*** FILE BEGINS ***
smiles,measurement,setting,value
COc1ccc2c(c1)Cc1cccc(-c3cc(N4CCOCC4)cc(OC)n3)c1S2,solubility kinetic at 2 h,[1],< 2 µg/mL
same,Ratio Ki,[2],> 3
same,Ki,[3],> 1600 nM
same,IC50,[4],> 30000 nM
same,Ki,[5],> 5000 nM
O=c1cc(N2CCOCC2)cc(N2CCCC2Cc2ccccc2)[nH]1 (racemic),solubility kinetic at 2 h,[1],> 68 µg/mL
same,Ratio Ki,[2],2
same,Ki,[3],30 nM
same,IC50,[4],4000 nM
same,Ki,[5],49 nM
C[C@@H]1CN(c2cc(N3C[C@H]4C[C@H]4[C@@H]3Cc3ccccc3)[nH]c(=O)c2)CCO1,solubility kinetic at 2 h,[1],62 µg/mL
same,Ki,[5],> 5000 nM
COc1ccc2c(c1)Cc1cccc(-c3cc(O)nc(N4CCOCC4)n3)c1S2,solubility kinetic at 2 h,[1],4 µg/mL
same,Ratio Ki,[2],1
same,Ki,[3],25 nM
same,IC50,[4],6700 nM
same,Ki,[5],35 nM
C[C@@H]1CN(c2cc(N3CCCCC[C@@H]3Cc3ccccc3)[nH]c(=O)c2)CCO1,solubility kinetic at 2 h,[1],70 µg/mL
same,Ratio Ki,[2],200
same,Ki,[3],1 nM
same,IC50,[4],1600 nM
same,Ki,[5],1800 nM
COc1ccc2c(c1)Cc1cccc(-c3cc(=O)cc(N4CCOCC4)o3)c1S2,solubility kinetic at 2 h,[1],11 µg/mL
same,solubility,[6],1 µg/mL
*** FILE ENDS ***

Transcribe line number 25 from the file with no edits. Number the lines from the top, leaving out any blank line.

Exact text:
same,solubility,[6],1 µg/mL